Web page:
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Changing configuration of devices involves not only direct communication with beacons over Bluetooth, but also requires specific preparation on the backend side as well.


On a higher level, the configuration process can be dividend into few steps:

  • Manager of a beacon creates a new pending configuration for a specific device using backend (through Panel or API)
  • Encrypted pending configuration is downloaded from servers to by an intermediary device (e.g. a smartphone with Administration app, or a Gateway GW17-2) that can connect to a beacon via Bluetooth
  • Intermediary device writes the encrypted package with a pending configuration to a beacon
  • Beacon verifies if the configuration is valid and change its parameters if everything checks out
  • If everything goes well, intermediary device receives an encrypted confirmation from a beacon that it needs to forward to backend
  • servers verify whether the response from a beacon is OK or not, and delete pending configuration and update records for a given beacons if the process ended without an error


If you use tools provided by, like Panel, Administration App and/or mobile SDKs, you don't have to worry about the intricacies of this process. They are handled for your by our tools. Nevertheless, it's good to know what happens "under-the-hood" in case you will need to troubleshoot some issues.

Device attributes

If you were to check a configuration of any device assigned to your account, you would see a number of various attributes that describe all of your beacons. These attributes come in one of three flavors:

  • Physical device attributes
  • Virtual device attributes
  • Read-only device attributes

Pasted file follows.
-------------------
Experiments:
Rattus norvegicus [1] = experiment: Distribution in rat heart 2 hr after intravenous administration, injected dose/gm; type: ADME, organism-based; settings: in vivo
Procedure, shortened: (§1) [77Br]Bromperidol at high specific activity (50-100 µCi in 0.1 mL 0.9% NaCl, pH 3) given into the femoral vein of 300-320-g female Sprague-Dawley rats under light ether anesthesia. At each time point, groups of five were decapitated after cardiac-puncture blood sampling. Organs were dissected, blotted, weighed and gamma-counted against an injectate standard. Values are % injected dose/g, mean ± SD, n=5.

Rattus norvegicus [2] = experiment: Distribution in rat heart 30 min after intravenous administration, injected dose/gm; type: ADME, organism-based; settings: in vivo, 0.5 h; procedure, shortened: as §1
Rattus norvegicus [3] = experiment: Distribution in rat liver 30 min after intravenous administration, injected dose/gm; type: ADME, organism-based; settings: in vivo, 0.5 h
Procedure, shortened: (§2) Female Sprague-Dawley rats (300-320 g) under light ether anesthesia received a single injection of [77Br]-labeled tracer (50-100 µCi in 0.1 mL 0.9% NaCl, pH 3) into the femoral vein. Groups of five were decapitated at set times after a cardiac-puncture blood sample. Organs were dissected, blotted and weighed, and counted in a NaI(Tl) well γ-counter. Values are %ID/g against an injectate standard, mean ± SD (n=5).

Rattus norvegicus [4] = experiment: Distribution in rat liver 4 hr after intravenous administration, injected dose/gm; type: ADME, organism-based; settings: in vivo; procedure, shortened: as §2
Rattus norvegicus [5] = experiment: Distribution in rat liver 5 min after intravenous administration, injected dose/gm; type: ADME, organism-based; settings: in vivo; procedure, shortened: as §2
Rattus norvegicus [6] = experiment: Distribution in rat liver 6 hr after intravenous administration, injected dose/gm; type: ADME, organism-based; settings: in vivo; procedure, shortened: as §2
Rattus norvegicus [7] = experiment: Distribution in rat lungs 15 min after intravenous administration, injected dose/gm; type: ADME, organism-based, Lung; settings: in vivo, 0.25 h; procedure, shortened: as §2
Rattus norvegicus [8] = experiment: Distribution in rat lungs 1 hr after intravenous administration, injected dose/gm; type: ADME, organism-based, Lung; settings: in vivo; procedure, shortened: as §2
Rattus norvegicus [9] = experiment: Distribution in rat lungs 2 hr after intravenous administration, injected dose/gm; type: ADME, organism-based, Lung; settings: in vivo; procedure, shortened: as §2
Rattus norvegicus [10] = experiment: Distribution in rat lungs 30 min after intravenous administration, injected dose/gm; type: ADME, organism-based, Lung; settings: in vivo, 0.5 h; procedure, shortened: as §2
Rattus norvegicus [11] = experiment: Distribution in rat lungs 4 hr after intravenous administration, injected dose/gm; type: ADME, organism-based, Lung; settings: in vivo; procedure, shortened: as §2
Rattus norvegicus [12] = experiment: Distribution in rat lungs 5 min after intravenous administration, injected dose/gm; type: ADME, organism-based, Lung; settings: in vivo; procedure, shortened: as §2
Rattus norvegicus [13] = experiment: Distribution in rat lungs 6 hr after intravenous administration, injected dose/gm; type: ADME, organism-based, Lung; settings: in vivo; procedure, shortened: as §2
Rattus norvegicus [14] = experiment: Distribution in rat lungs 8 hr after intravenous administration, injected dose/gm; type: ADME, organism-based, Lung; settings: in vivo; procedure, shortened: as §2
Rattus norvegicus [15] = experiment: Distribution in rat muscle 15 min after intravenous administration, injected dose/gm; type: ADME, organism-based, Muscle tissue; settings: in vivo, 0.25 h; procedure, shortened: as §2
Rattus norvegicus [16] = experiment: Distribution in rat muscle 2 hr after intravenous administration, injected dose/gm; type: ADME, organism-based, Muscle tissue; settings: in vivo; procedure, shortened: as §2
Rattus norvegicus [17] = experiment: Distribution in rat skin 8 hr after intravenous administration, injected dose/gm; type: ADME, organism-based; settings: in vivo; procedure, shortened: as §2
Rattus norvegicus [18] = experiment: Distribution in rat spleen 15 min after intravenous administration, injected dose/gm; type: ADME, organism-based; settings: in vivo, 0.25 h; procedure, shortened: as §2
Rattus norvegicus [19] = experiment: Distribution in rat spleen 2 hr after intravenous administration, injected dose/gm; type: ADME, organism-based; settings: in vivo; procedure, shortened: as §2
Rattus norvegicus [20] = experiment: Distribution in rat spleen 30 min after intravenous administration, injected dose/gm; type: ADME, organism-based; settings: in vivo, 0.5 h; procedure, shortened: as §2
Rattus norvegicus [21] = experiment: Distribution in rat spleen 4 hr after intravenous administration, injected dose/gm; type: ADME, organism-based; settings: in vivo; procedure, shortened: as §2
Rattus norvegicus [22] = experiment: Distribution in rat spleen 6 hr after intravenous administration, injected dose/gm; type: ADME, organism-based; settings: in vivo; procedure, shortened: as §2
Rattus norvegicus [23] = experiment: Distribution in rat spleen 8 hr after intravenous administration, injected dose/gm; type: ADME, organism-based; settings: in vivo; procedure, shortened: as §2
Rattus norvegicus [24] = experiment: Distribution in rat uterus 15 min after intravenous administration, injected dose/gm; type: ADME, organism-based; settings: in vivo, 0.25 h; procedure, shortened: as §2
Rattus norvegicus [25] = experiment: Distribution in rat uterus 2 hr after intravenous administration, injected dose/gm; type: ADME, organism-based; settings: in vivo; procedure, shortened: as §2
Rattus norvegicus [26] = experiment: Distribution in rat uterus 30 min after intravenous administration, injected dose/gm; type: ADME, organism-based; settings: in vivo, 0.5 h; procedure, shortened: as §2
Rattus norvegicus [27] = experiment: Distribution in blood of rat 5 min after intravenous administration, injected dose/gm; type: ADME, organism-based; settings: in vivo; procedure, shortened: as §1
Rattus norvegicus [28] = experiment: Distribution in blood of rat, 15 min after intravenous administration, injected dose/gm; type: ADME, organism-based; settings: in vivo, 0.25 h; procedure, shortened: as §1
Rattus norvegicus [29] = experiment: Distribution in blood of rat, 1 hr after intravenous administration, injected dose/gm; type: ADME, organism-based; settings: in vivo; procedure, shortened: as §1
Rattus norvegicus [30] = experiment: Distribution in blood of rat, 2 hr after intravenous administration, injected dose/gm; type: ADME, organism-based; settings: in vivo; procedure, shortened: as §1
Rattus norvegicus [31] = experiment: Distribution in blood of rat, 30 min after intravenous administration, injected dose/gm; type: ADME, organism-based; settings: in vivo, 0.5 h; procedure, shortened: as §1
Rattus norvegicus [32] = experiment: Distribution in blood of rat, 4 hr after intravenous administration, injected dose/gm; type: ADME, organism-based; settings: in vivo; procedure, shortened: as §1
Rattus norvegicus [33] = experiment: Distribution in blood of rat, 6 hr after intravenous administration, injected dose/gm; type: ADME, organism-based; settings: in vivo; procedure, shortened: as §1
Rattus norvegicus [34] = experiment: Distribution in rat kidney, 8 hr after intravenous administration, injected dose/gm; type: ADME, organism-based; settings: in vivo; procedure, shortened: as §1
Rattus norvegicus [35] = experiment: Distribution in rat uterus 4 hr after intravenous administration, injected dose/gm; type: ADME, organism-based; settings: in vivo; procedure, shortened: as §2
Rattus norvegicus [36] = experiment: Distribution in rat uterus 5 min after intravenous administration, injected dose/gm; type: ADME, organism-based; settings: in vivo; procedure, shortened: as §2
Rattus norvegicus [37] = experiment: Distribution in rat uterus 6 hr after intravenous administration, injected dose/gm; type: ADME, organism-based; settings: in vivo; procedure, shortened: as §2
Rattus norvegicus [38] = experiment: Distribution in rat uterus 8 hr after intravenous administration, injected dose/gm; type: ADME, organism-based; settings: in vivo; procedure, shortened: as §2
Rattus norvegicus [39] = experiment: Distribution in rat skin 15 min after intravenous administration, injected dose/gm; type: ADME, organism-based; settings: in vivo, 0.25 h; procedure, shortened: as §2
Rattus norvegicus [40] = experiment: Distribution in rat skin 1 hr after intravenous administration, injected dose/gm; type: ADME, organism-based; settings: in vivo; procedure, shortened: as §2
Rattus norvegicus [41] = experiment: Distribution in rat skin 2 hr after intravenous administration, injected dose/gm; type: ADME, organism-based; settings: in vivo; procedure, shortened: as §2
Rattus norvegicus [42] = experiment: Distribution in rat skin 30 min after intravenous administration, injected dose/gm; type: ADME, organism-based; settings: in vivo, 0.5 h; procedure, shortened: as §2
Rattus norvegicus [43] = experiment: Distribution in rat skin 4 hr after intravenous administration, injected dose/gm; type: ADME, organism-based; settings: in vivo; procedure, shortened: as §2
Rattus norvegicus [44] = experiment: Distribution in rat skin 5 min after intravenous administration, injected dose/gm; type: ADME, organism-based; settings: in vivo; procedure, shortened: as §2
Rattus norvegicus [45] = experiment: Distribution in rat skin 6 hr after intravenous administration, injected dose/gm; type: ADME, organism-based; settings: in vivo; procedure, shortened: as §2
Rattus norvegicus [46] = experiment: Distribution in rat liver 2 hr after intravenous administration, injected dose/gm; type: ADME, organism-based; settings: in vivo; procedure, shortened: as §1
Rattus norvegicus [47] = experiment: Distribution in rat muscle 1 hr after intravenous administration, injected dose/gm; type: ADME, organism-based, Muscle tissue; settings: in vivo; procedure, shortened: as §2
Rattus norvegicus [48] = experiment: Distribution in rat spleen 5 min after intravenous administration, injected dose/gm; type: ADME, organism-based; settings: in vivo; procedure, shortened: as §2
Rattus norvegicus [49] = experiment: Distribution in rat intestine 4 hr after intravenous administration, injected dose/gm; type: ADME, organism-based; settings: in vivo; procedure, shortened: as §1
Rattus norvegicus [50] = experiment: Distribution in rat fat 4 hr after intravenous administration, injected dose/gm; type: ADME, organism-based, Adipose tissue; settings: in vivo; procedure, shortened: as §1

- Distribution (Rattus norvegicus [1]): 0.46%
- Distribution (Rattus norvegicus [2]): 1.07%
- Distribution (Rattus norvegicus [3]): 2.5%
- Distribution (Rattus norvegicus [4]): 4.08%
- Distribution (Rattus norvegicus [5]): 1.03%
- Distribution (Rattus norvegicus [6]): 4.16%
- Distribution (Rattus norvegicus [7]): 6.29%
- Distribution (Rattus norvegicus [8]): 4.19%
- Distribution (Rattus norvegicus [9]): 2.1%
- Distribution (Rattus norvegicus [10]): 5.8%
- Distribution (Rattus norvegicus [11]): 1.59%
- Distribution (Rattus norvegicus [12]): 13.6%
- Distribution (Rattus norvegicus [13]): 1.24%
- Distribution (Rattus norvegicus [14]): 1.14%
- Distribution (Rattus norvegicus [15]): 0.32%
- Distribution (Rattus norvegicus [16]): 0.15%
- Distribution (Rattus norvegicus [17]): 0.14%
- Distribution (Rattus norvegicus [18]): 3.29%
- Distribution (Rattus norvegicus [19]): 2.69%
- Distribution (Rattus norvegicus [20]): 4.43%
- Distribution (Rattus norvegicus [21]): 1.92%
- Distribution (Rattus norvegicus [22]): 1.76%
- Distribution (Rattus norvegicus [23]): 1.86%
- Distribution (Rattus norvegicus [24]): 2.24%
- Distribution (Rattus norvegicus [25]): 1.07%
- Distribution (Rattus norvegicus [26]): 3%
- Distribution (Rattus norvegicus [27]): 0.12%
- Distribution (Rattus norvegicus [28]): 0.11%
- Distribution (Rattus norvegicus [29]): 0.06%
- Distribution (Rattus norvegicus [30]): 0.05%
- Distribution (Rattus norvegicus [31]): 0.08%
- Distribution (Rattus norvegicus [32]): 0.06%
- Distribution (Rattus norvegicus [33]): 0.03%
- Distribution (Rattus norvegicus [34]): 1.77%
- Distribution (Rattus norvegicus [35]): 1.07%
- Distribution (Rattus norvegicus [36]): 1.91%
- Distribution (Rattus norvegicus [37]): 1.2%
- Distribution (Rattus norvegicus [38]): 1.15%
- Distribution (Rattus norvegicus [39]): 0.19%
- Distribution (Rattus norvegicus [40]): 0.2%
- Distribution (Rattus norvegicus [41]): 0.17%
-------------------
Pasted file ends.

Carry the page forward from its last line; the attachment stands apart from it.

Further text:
Physical attributes belong to a device. txPower is a good example - a value of this parameter determines the power that device uses to transmits Bluetooth advertising packets. The txPower value is stored on the physical device, in its local memory. Additionally, a copy is stored in the cloud.

Virtual attributes are device attributes that do not belong to physical device, but are associate with the extended presence of the device on the backend. For example, the device's alias - an alternative name or a description - only exists in the cloud, it isn't stored physically on the device.

Read-only attributes are values that cannot be changed, either by a Manager or at all. For example, the device type (BEACON, GATEWAY, etc.) cannot be changed. Read-only attributes can be both physical or virtual.


Following instructions refer only to changing physical attributes. The rest is described at the end of this article.

Creating a new configuration

You can create a new configuration in Panel, Administration Apps for iOS and Android or in your own application, thanks to Mobile SDKs. Underneath, all these solutions use API to communicate with backend, where configs are ultimately created. 3rd-party developers can also freely use this method.

Documentation for the relevant API endpoint is available in API Reference.


POST /config/create HTTP/1.1